This is the strength of discernment that develops on the strength of conviction. Without conviction, you’re not going to commit. When you have conviction, persistence, mindfulness, concentration, all these things come together to make your discernment strong. Then the discernment turns around and solidifies those other qualities, because you begin to see things for yourself. You’re taking them not just on faith or because you believe in them. It’s because you’ve seen them. You move from right view to right knowledge.

And the knowledge is what makes the difference in the mind. Some people talk about how they’re going to cut the fetters and get to stream-entry. But it doesn’t work that way. The fetters are not something you can cut through an act of will, because there’ll be something hiding behind that act of will. But when you’ve had your first glimpse of the deathless, when you know it’s for real, then you come back and everything else looks different. It’s that glimpse—the seeing—that cuts the fetters. It’s the seeing that makes a lasting difference.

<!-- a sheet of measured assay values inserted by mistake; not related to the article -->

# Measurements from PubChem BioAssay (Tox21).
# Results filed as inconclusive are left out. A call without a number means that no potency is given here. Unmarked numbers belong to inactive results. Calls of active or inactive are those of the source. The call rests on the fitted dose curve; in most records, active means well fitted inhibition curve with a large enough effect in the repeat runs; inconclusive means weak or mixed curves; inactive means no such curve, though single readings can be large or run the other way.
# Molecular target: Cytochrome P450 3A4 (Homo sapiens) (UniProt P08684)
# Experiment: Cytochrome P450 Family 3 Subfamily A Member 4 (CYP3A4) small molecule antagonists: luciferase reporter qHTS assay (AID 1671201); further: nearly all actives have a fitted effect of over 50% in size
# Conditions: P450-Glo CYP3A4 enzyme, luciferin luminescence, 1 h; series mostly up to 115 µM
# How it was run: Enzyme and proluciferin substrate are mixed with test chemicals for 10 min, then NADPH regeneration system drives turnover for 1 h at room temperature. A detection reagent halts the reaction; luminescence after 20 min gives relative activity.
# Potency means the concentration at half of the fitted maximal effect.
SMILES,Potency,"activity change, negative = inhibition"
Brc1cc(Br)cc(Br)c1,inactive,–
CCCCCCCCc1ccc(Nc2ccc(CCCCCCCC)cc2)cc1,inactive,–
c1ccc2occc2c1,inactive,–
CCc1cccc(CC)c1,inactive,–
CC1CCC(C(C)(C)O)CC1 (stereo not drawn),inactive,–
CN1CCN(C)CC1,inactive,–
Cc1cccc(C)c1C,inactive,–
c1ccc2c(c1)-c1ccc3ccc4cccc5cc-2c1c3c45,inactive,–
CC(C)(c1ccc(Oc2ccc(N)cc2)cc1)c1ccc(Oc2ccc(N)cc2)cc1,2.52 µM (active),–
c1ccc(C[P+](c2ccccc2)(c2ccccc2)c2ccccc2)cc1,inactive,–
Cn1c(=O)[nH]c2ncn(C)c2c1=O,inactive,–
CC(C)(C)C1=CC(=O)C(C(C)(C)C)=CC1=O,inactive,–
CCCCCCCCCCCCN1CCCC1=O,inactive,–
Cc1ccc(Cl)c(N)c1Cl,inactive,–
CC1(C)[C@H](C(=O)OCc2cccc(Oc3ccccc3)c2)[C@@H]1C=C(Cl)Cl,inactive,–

And where does that ability to see come from? From committing yourself and reflecting, asking questions about what you’ve done. So keep these two principles in mind. They’re the nutriment for your discernment that makes it strong.